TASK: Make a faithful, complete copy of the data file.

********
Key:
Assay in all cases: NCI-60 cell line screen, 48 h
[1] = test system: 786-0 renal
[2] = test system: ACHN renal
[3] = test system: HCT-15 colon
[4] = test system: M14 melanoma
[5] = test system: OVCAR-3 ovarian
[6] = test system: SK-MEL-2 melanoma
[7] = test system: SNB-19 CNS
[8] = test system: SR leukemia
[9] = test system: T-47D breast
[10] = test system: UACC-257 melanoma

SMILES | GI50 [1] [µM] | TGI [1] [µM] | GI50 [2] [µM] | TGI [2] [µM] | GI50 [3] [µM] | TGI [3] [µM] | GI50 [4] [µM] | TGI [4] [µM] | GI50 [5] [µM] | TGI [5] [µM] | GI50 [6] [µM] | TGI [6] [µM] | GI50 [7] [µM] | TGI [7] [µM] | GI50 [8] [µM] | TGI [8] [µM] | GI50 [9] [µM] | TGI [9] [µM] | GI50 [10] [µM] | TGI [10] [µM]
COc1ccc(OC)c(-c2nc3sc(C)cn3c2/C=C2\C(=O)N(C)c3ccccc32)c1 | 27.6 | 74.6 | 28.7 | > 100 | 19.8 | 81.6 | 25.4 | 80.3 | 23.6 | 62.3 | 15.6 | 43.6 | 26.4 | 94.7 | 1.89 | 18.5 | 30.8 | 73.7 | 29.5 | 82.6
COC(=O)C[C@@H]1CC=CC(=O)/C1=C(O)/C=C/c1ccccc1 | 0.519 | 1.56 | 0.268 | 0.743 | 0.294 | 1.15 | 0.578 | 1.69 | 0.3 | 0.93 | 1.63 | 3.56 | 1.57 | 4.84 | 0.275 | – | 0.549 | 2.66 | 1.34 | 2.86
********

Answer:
Key:
Assay in all cases: NCI-60 cell line screen, 48 h
[1] = test system: 786-0 renal
[2] = test system: ACHN renal
[3] = test system: HCT-15 colon
[4] = test system: M14 melanoma
[5] = test system: OVCAR-3 ovarian
[6] = test system: SK-MEL-2 melanoma
[7] = test system: SNB-19 CNS
[8] = test system: SR leukemia
[9] = test system: T-47D breast
[10] = test system: UACC-257 melanoma

SMILES | GI50 [1] [µM] | TGI [1] [µM] | GI50 [2] [µM] | TGI [2] [µM] | GI50 [3] [µM] | TGI [3] [µM] | GI50 [4] [µM] | TGI [4] [µM] | GI50 [5] [µM] | TGI [5] [µM] | GI50 [6] [µM] | TGI [6] [µM] | GI50 [7] [µM] | TGI [7] [µM] | GI50 [8] [µM] | TGI [8] [µM] | GI50 [9] [µM] | TGI [9] [µM] | GI50 [10] [µM] | TGI [10] [µM]
COc1ccc(OC)c(-c2nc3sc(C)cn3c2/C=C2\C(=O)N(C)c3ccccc32)c1 | 27.6 | 74.6 | 28.7 | > 100 | 19.8 | 81.6 | 25.4 | 80.3 | 23.6 | 62.3 | 15.6 | 43.6 | 26.4 | 94.7 | 1.89 | 18.5 | 30.8 | 73.7 | 29.5 | 82.6
COC(=O)C[C@@H]1CC=CC(=O)/C1=C(O)/C=C/c1ccccc1 | 0.519 | 1.56 | 0.268 | 0.743 | 0.294 | 1.15 | 0.578 | 1.69 | 0.3 | 0.93 | 1.63 | 3.56 | 1.57 | 4.84 | 0.275 | – | 0.549 | 2.66 | 1.34 | 2.86